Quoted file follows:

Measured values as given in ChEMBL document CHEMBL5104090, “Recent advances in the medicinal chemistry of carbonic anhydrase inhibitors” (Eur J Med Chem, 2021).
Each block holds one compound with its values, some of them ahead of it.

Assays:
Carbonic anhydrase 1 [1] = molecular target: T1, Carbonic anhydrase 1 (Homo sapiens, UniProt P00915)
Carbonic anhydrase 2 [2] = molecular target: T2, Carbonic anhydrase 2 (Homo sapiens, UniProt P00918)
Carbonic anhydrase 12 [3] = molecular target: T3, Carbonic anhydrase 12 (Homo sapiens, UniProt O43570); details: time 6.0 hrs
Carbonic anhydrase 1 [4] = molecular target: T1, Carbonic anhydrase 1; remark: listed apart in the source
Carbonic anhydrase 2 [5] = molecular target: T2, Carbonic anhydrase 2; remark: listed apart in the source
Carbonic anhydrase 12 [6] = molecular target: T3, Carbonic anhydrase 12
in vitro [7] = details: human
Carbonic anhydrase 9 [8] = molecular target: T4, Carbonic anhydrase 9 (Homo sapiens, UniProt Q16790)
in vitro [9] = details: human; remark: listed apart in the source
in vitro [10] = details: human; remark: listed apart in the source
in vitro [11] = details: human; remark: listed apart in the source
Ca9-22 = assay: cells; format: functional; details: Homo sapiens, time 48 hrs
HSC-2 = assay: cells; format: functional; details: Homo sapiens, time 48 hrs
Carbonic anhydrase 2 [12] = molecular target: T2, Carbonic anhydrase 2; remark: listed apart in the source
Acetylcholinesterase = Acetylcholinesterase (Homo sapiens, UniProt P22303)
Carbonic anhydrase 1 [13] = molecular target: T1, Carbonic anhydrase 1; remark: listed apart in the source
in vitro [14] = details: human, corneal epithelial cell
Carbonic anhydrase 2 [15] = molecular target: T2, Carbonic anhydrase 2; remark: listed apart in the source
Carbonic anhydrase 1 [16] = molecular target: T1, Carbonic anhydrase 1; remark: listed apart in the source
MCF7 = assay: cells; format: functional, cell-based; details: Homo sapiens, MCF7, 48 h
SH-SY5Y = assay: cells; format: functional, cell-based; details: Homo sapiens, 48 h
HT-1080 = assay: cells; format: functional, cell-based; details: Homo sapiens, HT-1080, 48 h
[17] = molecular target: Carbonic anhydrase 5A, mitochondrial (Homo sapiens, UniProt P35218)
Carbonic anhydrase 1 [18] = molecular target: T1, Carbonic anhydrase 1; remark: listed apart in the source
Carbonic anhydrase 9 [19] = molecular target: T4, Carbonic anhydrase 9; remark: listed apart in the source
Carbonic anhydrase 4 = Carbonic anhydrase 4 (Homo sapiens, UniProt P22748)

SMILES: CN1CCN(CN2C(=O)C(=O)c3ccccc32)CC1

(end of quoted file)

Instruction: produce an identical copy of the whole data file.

Measured values as given in ChEMBL document CHEMBL5104090, “Recent advances in the medicinal chemistry of carbonic anhydrase inhibitors” (Eur J Med Chem, 2021).
Each block holds one compound with its values, some of them ahead of it.

Assays:
Carbonic anhydrase 1 [1] = molecular target: T1, Carbonic anhydrase 1 (Homo sapiens, UniProt P00915)
Carbonic anhydrase 2 [2] = molecular target: T2, Carbonic anhydrase 2 (Homo sapiens, UniProt P00918)
Carbonic anhydrase 12 [3] = molecular target: T3, Carbonic anhydrase 12 (Homo sapiens, UniProt O43570); details: time 6.0 hrs
Carbonic anhydrase 1 [4] = molecular target: T1, Carbonic anhydrase 1; remark: listed apart in the source
Carbonic anhydrase 2 [5] = molecular target: T2, Carbonic anhydrase 2; remark: listed apart in the source
Carbonic anhydrase 12 [6] = molecular target: T3, Carbonic anhydrase 12
in vitro [7] = details: human
Carbonic anhydrase 9 [8] = molecular target: T4, Carbonic anhydrase 9 (Homo sapiens, UniProt Q16790)
in vitro [9] = details: human; remark: listed apart in the source
in vitro [10] = details: human; remark: listed apart in the source
in vitro [11] = details: human; remark: listed apart in the source
Ca9-22 = assay: cells; format: functional; details: Homo sapiens, time 48 hrs
HSC-2 = assay: cells; format: functional; details: Homo sapiens, time 48 hrs
Carbonic anhydrase 2 [12] = molecular target: T2, Carbonic anhydrase 2; remark: listed apart in the source
Acetylcholinesterase = Acetylcholinesterase (Homo sapiens, UniProt P22303)
Carbonic anhydrase 1 [13] = molecular target: T1, Carbonic anhydrase 1; remark: listed apart in the source
in vitro [14] = details: human, corneal epithelial cell
Carbonic anhydrase 2 [15] = molecular target: T2, Carbonic anhydrase 2; remark: listed apart in the source
Carbonic anhydrase 1 [16] = molecular target: T1, Carbonic anhydrase 1; remark: listed apart in the source
MCF7 = assay: cells; format: functional, cell-based; details: Homo sapiens, MCF7, 48 h
SH-SY5Y = assay: cells; format: functional, cell-based; details: Homo sapiens, 48 h
HT-1080 = assay: cells; format: functional, cell-based; details: Homo sapiens, HT-1080, 48 h
[17] = molecular target: Carbonic anhydrase 5A, mitochondrial (Homo sapiens, UniProt P35218)
Carbonic anhydrase 1 [18] = molecular target: T1, Carbonic anhydrase 1; remark: listed apart in the source
Carbonic anhydrase 9 [19] = molecular target: T4, Carbonic anhydrase 9; remark: listed apart in the source
Carbonic anhydrase 4 = Carbonic anhydrase 4 (Homo sapiens, UniProt P22748)

SMILES: CN1CCN(CN2C(=O)C(=O)c3ccccc32)CC1